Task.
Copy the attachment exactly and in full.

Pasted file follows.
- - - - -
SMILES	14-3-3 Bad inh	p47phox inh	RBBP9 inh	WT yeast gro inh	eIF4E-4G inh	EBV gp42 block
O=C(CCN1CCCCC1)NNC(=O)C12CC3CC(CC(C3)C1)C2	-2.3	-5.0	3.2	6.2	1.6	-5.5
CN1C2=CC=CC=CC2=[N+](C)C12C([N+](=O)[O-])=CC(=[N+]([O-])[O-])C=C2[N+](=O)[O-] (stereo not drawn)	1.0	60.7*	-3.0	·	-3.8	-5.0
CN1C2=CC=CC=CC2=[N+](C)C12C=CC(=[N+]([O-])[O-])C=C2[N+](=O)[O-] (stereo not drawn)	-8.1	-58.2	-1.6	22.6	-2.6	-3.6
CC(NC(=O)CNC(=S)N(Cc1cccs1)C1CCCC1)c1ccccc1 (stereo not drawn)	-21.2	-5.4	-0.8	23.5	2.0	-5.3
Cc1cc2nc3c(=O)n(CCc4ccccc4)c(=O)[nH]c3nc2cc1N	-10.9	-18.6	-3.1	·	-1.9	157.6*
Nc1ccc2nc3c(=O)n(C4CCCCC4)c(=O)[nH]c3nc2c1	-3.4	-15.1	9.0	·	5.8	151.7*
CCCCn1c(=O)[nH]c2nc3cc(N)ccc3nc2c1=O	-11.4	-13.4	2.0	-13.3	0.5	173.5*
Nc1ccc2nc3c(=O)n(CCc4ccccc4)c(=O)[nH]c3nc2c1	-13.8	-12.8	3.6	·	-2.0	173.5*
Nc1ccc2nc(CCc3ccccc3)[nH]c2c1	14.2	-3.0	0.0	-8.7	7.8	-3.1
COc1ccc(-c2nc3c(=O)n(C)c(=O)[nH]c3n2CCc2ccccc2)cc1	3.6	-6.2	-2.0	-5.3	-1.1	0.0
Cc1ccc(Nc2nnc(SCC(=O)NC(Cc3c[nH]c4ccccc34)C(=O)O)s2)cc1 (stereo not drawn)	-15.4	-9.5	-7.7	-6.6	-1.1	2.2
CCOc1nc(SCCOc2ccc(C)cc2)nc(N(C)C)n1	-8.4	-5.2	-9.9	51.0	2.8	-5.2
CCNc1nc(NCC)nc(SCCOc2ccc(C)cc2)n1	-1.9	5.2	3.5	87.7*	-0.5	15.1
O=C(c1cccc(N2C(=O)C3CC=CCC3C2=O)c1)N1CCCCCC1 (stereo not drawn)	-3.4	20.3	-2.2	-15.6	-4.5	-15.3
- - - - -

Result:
SMILES	14-3-3 Bad inh	p47phox inh	RBBP9 inh	WT yeast gro inh	eIF4E-4G inh	EBV gp42 block
O=C(CCN1CCCCC1)NNC(=O)C12CC3CC(CC(C3)C1)C2	-2.3	-5.0	3.2	6.2	1.6	-5.5
CN1C2=CC=CC=CC2=[N+](C)C12C([N+](=O)[O-])=CC(=[N+]([O-])[O-])C=C2[N+](=O)[O-] (stereo not drawn)	1.0	60.7*	-3.0	·	-3.8	-5.0
CN1C2=CC=CC=CC2=[N+](C)C12C=CC(=[N+]([O-])[O-])C=C2[N+](=O)[O-] (stereo not drawn)	-8.1	-58.2	-1.6	22.6	-2.6	-3.6
CC(NC(=O)CNC(=S)N(Cc1cccs1)C1CCCC1)c1ccccc1 (stereo not drawn)	-21.2	-5.4	-0.8	23.5	2.0	-5.3
Cc1cc2nc3c(=O)n(CCc4ccccc4)c(=O)[nH]c3nc2cc1N	-10.9	-18.6	-3.1	·	-1.9	157.6*
Nc1ccc2nc3c(=O)n(C4CCCCC4)c(=O)[nH]c3nc2c1	-3.4	-15.1	9.0	·	5.8	151.7*
CCCCn1c(=O)[nH]c2nc3cc(N)ccc3nc2c1=O	-11.4	-13.4	2.0	-13.3	0.5	173.5*
Nc1ccc2nc3c(=O)n(CCc4ccccc4)c(=O)[nH]c3nc2c1	-13.8	-12.8	3.6	·	-2.0	173.5*
Nc1ccc2nc(CCc3ccccc3)[nH]c2c1	14.2	-3.0	0.0	-8.7	7.8	-3.1
COc1ccc(-c2nc3c(=O)n(C)c(=O)[nH]c3n2CCc2ccccc2)cc1	3.6	-6.2	-2.0	-5.3	-1.1	0.0
Cc1ccc(Nc2nnc(SCC(=O)NC(Cc3c[nH]c4ccccc34)C(=O)O)s2)cc1 (stereo not drawn)	-15.4	-9.5	-7.7	-6.6	-1.1	2.2
CCOc1nc(SCCOc2ccc(C)cc2)nc(N(C)C)n1	-8.4	-5.2	-9.9	51.0	2.8	-5.2
CCNc1nc(NCC)nc(SCCOc2ccc(C)cc2)n1	-1.9	5.2	3.5	87.7*	-0.5	15.1
O=C(c1cccc(N2C(=O)C3CC=CCC3C2=O)c1)N1CCCCCC1 (stereo not drawn)	-3.4	20.3	-2.2	-15.6	-4.5	-15.3